When it comes to promotion, it’s really hard to separate gender from personality and qualifications, but that’s also a trap, because it’s easy for people to tell you you didn’t get a particular job or leadership position for all kinds of valid reasons. And the curse of imposter syndrome makes this easy to believe. But when you see a person with a fraction of your experience and expertise handed a permanent role that you had to jump through crazy hoops just to get as an acting position (and which was then advertised out from underneath you), it’s difficult to see that as anything other than gender based. I’ve been not invited to meetings where I was the only one actually qualified to comment on the subject matter. I’ve been talked down to, ignored, and bullied.
One of the problems is that many men don’t accept that there is any gender bias in STEM. And when those men are in positions of power, it makes it really difficult to tackle the problem. We have seen robust, repeatable studies showing that the same CV is ranked differently when it has a male name versus female, yet perfectly rational, logical men will tell you that “of course that doesn’t happen here. Here’s it’s all on merit.” while sitting in a board room predominantly white, male, and over 50 (pale, male, and stale).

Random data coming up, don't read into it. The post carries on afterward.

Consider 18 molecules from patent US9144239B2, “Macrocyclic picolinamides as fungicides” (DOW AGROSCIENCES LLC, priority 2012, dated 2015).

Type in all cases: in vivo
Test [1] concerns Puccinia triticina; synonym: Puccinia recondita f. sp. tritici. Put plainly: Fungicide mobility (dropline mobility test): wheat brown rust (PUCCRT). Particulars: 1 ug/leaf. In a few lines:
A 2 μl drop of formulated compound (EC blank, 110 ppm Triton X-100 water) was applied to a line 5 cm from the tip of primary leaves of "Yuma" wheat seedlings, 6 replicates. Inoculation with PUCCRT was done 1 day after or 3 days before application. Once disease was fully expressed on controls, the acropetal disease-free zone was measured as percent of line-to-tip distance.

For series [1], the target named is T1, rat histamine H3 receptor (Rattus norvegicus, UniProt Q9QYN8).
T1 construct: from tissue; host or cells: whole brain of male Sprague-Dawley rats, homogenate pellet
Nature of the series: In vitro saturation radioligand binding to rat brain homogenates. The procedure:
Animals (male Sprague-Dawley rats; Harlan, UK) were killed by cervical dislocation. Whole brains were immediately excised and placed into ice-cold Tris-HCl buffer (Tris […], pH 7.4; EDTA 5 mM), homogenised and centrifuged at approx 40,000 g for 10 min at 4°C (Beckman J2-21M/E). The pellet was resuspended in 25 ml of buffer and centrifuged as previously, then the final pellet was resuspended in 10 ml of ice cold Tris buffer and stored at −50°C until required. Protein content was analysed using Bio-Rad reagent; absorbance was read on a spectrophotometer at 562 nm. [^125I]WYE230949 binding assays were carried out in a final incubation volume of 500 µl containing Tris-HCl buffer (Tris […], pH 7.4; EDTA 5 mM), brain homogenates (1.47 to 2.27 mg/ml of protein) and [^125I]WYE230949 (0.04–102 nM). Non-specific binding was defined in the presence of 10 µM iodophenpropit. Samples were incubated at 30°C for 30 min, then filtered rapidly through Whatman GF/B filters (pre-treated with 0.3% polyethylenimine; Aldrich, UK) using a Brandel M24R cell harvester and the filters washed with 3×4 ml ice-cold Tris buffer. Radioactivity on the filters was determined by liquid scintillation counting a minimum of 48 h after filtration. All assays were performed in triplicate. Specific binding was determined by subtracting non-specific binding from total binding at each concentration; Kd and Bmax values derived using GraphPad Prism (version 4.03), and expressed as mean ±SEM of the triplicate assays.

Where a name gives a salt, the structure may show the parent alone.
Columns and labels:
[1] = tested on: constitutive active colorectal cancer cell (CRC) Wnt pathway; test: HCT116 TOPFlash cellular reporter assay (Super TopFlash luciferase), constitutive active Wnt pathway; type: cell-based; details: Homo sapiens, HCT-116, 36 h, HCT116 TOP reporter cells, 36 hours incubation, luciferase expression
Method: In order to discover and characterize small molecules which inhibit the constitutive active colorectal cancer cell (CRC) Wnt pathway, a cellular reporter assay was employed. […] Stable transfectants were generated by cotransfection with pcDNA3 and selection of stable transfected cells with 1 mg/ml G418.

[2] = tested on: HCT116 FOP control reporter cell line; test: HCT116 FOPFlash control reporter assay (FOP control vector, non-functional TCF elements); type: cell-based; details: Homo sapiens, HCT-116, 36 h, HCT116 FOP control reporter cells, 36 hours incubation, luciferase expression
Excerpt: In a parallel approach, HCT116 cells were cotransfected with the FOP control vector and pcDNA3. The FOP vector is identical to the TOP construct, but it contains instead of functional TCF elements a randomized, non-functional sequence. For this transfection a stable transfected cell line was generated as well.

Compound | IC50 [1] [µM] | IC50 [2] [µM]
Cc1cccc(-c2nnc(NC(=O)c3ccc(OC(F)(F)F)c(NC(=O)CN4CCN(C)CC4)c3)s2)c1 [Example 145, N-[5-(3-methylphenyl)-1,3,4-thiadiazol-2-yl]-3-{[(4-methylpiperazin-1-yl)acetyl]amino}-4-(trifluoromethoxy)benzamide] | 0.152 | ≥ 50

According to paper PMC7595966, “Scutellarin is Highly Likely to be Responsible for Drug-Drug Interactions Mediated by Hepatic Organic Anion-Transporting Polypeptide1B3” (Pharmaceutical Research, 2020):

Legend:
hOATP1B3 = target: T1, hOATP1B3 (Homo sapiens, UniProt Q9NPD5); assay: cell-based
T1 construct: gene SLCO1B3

Some of the challenges are really subtle. I recently submitted a proposal to a conference for a Birds of a Feather (BoF) Session, and one of the key selection criteria for BoFs was how well known the people on the submission were. This is classic gatekeeping. If you’re not already well known, it’s hard to get a proposal accepted, which means proposals get accepted from the usual crowd, which, oh dear, turns out to be largely white, male, and over 50. When I did some stats on the BoF sessions from the previous year it turns out that BoF sessions were run by 84% men. 78% of sessions had no women at all. There were 48 sessions run by only men, compared with 3 sessions run by only women, out of a total of 78 sessions.